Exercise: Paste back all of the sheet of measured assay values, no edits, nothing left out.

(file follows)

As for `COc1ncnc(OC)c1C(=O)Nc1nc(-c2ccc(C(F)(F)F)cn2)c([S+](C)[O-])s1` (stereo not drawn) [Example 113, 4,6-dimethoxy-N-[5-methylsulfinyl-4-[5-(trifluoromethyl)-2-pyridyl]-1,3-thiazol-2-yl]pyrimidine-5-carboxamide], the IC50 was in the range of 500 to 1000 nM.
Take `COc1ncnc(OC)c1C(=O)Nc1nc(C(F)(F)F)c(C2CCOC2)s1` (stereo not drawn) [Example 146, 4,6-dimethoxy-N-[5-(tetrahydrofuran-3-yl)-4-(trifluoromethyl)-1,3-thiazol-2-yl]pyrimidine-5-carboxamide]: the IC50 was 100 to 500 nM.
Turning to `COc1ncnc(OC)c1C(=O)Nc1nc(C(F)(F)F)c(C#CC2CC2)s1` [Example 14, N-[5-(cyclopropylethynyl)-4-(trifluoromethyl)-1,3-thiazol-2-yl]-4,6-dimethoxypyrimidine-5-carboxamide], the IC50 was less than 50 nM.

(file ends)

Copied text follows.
As for `COc1ncnc(OC)c1C(=O)Nc1nc(-c2ccc(C(F)(F)F)cn2)c([S+](C)[O-])s1` (stereo not drawn) [Example 113, 4,6-dimethoxy-N-[5-methylsulfinyl-4-[5-(trifluoromethyl)-2-pyridyl]-1,3-thiazol-2-yl]pyrimidine-5-carboxamide], the IC50 was in the range of 500 to 1000 nM.
Take `COc1ncnc(OC)c1C(=O)Nc1nc(C(F)(F)F)c(C2CCOC2)s1` (stereo not drawn) [Example 146, 4,6-dimethoxy-N-[5-(tetrahydrofuran-3-yl)-4-(trifluoromethyl)-1,3-thiazol-2-yl]pyrimidine-5-carboxamide]: the IC50 was 100 to 500 nM.
Turning to `COc1ncnc(OC)c1C(=O)Nc1nc(C(F)(F)F)c(C#CC2CC2)s1` [Example 14, N-[5-(cyclopropylethynyl)-4-(trifluoromethyl)-1,3-thiazol-2-yl]-4,6-dimethoxypyrimidine-5-carboxamide], the IC50 was less than 50 nM.